Cost and climate benefit potentials of renewable electro-hydrogen in Swedish industry investigated in new f3 report

For Sweden to reach national goals of fossil independency and a climate neutral society, it is essential that the production of renewable fuels, the de-fossilisation of Swedish industry and the development of a more flexible electrical system gain momentum. One way to contribute to an electrical system in balance and an increased production of renewable substances, is to utilise the increasing access of renewable, low cost electricity for electrolysing water into hydrogen (electro-hydrogen) and oxygen.

Anna-Karin Jannasch, RISE, and Maria Grahn, Chalmers, are the authors of a new f3 report that wants to provide an easily accessible summary of the conditions required for electro-hydrogen to be considered as a viable alternative for de-fossilising various industrial sectors in Sweden.

Renewable electro-hydrogen can be used as energy storage or as fuel in for example fuel cell vehicles, but may have its outmost potential in processes that replace fossil feedstock and/or energy carriers in various industrial processes in steel, chemical and biofuel production. Electro-hydrogen can also be used to bind larger COemissions from biogas plants, steel or cement industry. Via electro-fuel processes (sometimes also called power-to-gas or power-to-fuel) it can be used to generate valuable products such as methane and methanol in a circular economy. The different applications have different degrees of maturity, but are generally still far from a broad commercial penetration.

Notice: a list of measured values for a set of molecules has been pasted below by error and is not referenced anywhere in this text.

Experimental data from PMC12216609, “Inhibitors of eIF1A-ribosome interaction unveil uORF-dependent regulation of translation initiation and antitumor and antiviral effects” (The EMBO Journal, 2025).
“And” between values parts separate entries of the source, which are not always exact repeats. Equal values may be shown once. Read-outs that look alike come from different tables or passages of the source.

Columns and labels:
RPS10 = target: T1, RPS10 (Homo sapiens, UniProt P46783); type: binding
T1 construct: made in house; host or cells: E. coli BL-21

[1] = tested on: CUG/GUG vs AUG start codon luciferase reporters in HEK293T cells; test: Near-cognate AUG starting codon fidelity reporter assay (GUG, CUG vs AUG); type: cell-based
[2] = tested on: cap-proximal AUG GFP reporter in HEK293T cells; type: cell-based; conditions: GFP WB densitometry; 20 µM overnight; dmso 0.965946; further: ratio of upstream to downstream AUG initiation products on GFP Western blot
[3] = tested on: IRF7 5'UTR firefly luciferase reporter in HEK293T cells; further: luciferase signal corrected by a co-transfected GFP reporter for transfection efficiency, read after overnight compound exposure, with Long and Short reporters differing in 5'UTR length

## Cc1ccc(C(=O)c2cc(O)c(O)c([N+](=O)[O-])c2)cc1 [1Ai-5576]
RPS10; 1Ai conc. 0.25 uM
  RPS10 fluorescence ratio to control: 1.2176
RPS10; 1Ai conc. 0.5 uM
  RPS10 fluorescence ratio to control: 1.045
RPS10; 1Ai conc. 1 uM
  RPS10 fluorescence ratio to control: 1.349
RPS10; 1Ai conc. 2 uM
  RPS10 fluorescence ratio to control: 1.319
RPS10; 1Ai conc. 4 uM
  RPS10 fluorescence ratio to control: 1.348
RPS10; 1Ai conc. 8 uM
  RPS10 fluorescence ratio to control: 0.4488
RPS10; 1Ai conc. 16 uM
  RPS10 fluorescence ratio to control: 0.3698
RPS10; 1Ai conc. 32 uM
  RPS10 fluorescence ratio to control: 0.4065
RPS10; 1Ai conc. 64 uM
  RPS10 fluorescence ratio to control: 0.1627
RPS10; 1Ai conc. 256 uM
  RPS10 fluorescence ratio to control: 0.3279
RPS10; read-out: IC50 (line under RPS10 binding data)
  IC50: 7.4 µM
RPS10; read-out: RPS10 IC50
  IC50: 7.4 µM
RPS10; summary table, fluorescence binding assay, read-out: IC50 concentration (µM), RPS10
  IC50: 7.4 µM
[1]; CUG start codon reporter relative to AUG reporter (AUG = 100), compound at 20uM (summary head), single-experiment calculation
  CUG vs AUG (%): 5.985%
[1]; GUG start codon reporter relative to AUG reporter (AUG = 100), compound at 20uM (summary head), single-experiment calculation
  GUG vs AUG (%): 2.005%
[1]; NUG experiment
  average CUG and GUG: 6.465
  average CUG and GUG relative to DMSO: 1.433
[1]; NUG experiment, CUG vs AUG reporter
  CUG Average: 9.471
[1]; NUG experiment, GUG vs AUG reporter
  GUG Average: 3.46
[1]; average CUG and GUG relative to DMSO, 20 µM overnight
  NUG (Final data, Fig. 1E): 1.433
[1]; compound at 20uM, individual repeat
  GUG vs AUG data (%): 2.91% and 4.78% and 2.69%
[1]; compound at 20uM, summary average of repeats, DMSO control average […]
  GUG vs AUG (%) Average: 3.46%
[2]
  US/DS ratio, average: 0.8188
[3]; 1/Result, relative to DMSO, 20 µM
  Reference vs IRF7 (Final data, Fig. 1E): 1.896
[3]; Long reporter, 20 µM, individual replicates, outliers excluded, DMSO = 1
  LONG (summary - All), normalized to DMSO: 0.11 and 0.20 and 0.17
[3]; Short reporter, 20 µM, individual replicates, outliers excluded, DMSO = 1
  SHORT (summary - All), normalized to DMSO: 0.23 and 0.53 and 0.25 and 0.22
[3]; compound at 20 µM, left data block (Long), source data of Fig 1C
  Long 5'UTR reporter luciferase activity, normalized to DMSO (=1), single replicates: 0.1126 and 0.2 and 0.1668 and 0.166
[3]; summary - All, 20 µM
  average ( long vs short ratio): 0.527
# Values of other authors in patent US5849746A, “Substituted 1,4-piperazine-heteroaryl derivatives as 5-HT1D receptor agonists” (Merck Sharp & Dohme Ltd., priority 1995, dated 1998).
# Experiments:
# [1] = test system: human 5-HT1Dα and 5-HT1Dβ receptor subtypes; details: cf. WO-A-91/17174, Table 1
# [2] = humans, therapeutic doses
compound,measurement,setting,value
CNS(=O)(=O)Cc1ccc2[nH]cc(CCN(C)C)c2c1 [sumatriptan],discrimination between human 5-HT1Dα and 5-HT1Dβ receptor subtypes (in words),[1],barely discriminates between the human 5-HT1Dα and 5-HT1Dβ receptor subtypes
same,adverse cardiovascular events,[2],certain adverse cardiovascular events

The analysis of this newly finished project is based on a number of case-studies focused on the Swedish chemical and biofuel industry. The Swedish cement and steel industry are used as references for comparison of the demand for electro-hydrogen. Estimations by model calculations use input from industrial stakeholders and the open literature

One main insight from the project is that electro-fuel technology, once it has matured, has a good opportunity to produce electro-hydrogen and electro-methanol that is cost-competive in relation to current technology and fossil-based fuel alternatives. However, using electro-fuels for the purpose of de-fossilising Swedish chemical and biofuel on one hand and steel and cement industry on the other, demands a high electrolysis capacity and use of fossil free electricity. This would in turn put pressure on existing electricity grid, presenting a challenge for the electro-fuel concept.

The report also mentions the cost of avoided COemissions relative to the impact of policy measures such as the Swedish reduction obligation quota system (Reduktionsplikt) as an important aspect of the implementation of electro-fuel technology. A future situation with expensive biofuels (due to a demand larger than the available supply) could potentially lead to that the reduction obligation quota is fulfilled with cheaper options. This is where electro-fuels may be cost-compatible.

Read the full report here.